The challenges facing Europe today, to tackle climate change and to create new sustainable jobs, give us an opportunity to also improve people’s working lives and health, argues Rudy De Leeuw on the International Workers’ Memorial Day (IWMD).
Rudy De Leeuw is the president of the European Trade Union Confederation.
As trade unionists, whenever we talk to our members about the issues that concern them directly, health and safety in the workplace comes high on their list of priorities. Workplace hazards are the quiet killers that can impact on people’s quality of life long into the future.
Every year on April 28, International Workers’ Memorial Day (IWMD), we in the ETUC and our affiliated unions count the cost of another 12 months of risky working conditions and inadequate safety precautions.
In 2012 (the last time the EU collected figures), 3,515 people died as a result of workplace accidents in Europe. A further 100,000 perish every year from cancers contracted at work. These shocking figures are unacceptable in a European Union which claims to safeguard its citizens’ wellbeing.
EU decision-makers have done far too little in recent years to tackle this situation. For example, a Directive on carcinogens and mutagens has been under review for some 12 years without any improvements.
Another deeply disappointing failure has been the European Commission’s refusal to legislate on the agreement on hairdressers’ health and safety, reached between employers and trade unions back in 2012.
According to the Commission itself, hairdressing brings a 10-times greater risk of contracting occupational skin diseases than any other profession, largely due to the chemicals that are in daily use. In some countries up to 70% of hairdressers suffer from work-related skin damage, such as dermatitis, during their careers, and overall the rate of back pain is five times higher than the average.
Indeed, it would be a big mistake to assume that health and safety is an issue only for manufacturing and industrial workers.
Here in Belgium, for example, according to figures from the National Institute for Health and Disability Insurance (INAMI/RIZIV), psychological disorders are the leading cause of disability affecting 93,000 workers or former workers: a 70% increase since 2005.
Across Europe, more than three-quarters of establishments report at least one psychosocial hazard, including difficult clients or pupils or time pressures, and more than one-third do not have the resources to assess the risks.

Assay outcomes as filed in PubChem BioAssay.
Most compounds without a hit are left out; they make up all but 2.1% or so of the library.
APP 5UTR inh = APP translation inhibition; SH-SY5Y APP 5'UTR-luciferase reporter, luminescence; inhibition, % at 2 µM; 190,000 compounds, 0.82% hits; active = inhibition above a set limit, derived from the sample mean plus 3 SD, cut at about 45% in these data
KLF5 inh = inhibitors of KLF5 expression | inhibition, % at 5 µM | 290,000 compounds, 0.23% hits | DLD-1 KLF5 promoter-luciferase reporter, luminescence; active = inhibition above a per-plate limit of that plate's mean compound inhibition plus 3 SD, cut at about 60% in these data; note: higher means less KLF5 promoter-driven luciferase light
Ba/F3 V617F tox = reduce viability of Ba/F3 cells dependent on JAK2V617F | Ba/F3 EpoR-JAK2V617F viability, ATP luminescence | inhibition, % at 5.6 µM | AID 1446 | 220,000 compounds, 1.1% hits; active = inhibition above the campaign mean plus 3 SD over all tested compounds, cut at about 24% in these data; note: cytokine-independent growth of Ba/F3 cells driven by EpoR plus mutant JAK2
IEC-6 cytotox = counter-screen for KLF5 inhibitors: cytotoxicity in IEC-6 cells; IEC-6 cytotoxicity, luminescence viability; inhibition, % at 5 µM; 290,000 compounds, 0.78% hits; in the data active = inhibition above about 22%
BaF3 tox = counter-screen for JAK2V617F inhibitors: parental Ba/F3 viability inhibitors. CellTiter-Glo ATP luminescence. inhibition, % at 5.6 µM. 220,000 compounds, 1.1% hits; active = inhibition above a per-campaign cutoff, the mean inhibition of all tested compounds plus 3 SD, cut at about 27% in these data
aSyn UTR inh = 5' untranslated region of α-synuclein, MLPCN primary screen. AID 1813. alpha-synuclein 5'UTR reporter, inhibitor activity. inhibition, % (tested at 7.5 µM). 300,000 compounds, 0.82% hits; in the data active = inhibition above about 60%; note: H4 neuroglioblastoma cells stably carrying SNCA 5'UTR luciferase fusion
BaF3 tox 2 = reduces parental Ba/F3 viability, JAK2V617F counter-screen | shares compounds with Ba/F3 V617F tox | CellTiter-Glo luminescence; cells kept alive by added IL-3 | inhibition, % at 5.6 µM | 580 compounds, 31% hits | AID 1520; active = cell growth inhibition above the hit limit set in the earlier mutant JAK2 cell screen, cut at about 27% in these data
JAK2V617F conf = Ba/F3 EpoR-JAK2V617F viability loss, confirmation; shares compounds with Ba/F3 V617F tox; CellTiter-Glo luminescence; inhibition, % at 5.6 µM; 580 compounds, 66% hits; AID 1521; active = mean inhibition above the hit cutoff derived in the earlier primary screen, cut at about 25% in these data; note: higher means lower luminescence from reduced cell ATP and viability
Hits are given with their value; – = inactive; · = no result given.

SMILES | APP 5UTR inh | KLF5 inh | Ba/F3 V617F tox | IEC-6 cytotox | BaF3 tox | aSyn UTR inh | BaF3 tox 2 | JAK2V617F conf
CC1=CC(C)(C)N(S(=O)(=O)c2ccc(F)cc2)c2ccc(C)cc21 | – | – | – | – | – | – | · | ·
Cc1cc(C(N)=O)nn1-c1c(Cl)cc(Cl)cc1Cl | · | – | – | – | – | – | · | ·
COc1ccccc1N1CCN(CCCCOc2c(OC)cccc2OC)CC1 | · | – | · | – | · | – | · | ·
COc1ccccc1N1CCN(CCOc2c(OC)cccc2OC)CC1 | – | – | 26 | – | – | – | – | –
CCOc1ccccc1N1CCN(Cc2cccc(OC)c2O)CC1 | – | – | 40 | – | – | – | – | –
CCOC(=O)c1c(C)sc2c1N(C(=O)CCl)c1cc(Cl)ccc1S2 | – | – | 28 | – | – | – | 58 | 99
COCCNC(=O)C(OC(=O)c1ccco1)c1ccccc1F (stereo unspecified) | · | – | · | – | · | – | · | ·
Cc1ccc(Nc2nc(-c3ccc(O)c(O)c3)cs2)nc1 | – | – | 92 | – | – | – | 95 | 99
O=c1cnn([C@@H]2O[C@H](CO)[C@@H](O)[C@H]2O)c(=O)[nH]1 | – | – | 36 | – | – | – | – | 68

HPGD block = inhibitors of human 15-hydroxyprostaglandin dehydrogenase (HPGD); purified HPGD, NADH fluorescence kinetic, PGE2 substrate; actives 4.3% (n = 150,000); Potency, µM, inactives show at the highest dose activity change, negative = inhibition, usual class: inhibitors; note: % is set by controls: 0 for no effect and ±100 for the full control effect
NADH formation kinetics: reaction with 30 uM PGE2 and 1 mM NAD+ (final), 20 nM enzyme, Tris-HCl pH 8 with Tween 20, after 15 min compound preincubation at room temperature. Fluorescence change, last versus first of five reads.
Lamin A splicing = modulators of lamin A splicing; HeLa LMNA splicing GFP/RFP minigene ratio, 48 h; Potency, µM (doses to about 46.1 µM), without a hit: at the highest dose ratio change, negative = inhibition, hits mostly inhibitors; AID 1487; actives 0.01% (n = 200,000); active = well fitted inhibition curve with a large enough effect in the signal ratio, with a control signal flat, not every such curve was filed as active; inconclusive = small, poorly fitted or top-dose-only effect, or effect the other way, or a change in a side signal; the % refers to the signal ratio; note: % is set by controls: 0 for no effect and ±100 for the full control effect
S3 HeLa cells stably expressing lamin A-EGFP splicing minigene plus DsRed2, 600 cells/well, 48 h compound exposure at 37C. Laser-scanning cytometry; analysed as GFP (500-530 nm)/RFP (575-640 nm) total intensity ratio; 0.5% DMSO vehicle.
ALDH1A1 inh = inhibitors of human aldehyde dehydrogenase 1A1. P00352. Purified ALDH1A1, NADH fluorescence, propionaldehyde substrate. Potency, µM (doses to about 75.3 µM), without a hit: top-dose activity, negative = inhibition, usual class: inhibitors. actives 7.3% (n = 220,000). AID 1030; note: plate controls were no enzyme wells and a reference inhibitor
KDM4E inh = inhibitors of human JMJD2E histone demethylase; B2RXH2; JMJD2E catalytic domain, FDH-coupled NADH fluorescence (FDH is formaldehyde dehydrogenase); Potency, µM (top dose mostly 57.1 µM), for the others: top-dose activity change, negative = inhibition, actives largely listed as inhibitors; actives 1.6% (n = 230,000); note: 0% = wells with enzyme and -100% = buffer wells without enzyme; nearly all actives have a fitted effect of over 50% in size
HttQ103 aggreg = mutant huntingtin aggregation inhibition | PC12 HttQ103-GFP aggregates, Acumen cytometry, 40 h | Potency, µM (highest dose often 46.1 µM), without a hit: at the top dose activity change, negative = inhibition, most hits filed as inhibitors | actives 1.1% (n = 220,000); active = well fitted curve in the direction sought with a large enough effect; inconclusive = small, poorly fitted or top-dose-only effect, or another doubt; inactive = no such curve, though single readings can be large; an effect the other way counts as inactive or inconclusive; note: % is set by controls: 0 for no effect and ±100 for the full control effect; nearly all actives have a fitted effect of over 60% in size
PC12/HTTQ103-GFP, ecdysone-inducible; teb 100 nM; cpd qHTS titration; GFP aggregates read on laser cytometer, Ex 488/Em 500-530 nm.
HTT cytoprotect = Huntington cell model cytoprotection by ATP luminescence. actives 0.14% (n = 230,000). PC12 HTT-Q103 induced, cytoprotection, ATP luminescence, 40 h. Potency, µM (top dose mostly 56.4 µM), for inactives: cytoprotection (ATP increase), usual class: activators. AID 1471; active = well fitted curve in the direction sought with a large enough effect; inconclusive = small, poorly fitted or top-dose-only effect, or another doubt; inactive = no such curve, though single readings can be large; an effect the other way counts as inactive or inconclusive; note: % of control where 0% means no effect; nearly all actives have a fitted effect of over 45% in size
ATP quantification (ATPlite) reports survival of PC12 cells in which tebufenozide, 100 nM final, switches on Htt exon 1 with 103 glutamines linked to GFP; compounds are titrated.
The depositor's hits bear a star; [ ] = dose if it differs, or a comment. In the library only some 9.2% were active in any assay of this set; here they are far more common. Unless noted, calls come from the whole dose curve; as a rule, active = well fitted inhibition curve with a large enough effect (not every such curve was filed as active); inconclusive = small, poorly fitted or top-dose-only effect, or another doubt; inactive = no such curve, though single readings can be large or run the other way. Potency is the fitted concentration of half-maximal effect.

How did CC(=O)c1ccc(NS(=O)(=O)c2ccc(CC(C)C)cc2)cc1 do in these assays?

Evidence shows that work-related health hazards are not equally distributed. In Greece, for example, 72% of workers reported increased stress due to job losses and financial hardship. Some 41% suffered sleeping disorders because of anxiety about their job security.
On IWMD 2016, the ETUC is calling for determined action to protect workers, including tougher EU and national legislation. We believe strong laws are vital to the welfare of workers. Legislation is the key driver of progress: according to the European Agency for Safety and Health at Work (EU-OSHA), it is the incentive for action among 85% of EU employers.
Research by Eurofound shows that between 2010 and 2015, levels of workplace exposure to chemicals and infectious materials rose. As a result of pressure from trade unions, the Commission has promised progress on protecting workers from cancer, and we are watching carefully to ensure that EU leaders will deliver on this pledge. We are demanding binding workplace exposure limits for 50 of the most common cancer-causing agents at work – at the moment only five are covered.
We are also demanding action to tackle new and emerging hazards such as nanoparticles, as well as musculoskeletal disorders like neck, back and wrist pain, and psychosocial risks including stress, violence and harassment.
We will not allow the Commission to use its ‘better regulation’ agenda to dismantle vital health and safety protection for workers. Employees must have a right to be involved in defining and implementing health and safety policy at workplace and company level, and to information and consultation on conditions affecting their health and wellbeing. The EU must guarantee legal protection for these fundamental rights.
The challenges facing Europe today, to tackle climate change and to create new sustainable jobs, give us an opportunity to also improve people’s working lives and health. After all we should be working for a living, not putting our lives at risk.